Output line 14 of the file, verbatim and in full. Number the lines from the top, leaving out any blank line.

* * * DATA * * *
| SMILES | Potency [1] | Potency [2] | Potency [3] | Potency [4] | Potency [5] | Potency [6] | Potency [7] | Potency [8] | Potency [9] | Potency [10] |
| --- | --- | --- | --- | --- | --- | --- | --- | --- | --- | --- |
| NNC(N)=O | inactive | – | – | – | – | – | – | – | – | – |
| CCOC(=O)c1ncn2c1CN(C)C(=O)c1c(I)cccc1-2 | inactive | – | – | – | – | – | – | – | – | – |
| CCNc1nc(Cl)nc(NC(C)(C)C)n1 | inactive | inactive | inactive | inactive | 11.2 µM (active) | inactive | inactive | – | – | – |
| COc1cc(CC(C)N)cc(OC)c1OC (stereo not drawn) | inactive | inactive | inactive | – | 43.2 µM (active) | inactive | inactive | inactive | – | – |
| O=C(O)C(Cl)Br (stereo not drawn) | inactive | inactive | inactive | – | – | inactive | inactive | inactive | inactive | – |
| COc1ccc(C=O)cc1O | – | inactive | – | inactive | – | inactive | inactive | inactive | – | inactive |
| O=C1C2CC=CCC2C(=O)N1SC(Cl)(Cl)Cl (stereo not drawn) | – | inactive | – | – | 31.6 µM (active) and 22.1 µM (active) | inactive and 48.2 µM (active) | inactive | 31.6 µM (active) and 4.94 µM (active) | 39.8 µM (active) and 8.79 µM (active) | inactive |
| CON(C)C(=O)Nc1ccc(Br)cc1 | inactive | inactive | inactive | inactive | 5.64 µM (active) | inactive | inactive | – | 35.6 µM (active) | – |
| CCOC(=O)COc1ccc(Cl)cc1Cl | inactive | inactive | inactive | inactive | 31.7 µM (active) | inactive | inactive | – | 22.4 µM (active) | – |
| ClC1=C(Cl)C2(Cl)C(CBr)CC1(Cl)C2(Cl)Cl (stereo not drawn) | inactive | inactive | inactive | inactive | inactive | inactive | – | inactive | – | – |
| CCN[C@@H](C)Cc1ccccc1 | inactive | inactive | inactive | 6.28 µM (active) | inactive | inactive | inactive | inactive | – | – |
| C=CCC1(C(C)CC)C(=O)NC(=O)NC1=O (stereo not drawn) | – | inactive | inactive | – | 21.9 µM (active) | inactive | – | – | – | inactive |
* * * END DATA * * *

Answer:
| C=CCC1(C(C)CC)C(=O)NC(=O)NC1=O (stereo not drawn) | – | inactive | inactive | – | 21.9 µM (active) | inactive | – | – | – | inactive |